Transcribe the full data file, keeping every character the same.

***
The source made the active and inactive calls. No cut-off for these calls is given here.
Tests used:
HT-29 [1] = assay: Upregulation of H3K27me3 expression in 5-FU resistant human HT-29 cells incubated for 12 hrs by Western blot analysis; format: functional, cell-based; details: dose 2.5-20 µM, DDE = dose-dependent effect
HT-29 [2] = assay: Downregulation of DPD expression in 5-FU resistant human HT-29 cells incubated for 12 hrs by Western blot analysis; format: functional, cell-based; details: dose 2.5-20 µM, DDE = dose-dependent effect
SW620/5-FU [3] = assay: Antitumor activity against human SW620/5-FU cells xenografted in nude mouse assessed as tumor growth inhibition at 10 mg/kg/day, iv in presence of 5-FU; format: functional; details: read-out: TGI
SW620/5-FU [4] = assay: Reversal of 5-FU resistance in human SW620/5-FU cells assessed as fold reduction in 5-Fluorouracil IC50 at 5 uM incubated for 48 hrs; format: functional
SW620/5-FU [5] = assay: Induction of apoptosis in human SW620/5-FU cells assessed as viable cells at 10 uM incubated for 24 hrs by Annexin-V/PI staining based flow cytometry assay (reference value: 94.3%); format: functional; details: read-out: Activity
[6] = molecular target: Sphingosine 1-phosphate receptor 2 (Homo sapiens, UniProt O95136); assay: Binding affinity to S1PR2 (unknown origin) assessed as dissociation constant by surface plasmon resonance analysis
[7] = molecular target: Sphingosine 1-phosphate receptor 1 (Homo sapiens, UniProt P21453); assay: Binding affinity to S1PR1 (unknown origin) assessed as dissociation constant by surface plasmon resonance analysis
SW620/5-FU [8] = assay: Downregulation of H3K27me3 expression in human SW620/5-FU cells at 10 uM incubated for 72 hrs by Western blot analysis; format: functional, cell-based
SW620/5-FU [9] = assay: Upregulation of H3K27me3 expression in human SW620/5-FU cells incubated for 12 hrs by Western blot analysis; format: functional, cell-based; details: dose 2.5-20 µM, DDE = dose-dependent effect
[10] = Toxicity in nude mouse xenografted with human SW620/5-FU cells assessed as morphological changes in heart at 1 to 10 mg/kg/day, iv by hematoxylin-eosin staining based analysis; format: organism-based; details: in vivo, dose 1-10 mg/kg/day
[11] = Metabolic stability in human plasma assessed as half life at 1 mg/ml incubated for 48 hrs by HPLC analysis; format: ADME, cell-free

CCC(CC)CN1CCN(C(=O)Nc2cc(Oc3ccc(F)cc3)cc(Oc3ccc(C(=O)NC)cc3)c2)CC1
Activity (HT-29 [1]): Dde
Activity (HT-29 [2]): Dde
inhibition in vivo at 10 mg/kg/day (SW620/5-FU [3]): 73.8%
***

The source made the active and inactive calls. No cut-off for these calls is given here.
Tests used:
HT-29 [1] = assay: Upregulation of H3K27me3 expression in 5-FU resistant human HT-29 cells incubated for 12 hrs by Western blot analysis; format: functional, cell-based; details: dose 2.5-20 µM, DDE = dose-dependent effect
HT-29 [2] = assay: Downregulation of DPD expression in 5-FU resistant human HT-29 cells incubated for 12 hrs by Western blot analysis; format: functional, cell-based; details: dose 2.5-20 µM, DDE = dose-dependent effect
SW620/5-FU [3] = assay: Antitumor activity against human SW620/5-FU cells xenografted in nude mouse assessed as tumor growth inhibition at 10 mg/kg/day, iv in presence of 5-FU; format: functional; details: read-out: TGI
SW620/5-FU [4] = assay: Reversal of 5-FU resistance in human SW620/5-FU cells assessed as fold reduction in 5-Fluorouracil IC50 at 5 uM incubated for 48 hrs; format: functional
SW620/5-FU [5] = assay: Induction of apoptosis in human SW620/5-FU cells assessed as viable cells at 10 uM incubated for 24 hrs by Annexin-V/PI staining based flow cytometry assay (reference value: 94.3%); format: functional; details: read-out: Activity
[6] = molecular target: Sphingosine 1-phosphate receptor 2 (Homo sapiens, UniProt O95136); assay: Binding affinity to S1PR2 (unknown origin) assessed as dissociation constant by surface plasmon resonance analysis
[7] = molecular target: Sphingosine 1-phosphate receptor 1 (Homo sapiens, UniProt P21453); assay: Binding affinity to S1PR1 (unknown origin) assessed as dissociation constant by surface plasmon resonance analysis
SW620/5-FU [8] = assay: Downregulation of H3K27me3 expression in human SW620/5-FU cells at 10 uM incubated for 72 hrs by Western blot analysis; format: functional, cell-based
SW620/5-FU [9] = assay: Upregulation of H3K27me3 expression in human SW620/5-FU cells incubated for 12 hrs by Western blot analysis; format: functional, cell-based; details: dose 2.5-20 µM, DDE = dose-dependent effect
[10] = Toxicity in nude mouse xenografted with human SW620/5-FU cells assessed as morphological changes in heart at 1 to 10 mg/kg/day, iv by hematoxylin-eosin staining based analysis; format: organism-based; details: in vivo, dose 1-10 mg/kg/day
[11] = Metabolic stability in human plasma assessed as half life at 1 mg/ml incubated for 48 hrs by HPLC analysis; format: ADME, cell-free

CCC(CC)CN1CCN(C(=O)Nc2cc(Oc3ccc(F)cc3)cc(Oc3ccc(C(=O)NC)cc3)c2)CC1
Activity (HT-29 [1]): Dde
Activity (HT-29 [2]): Dde
inhibition in vivo at 10 mg/kg/day (SW620/5-FU [3]): 73.8%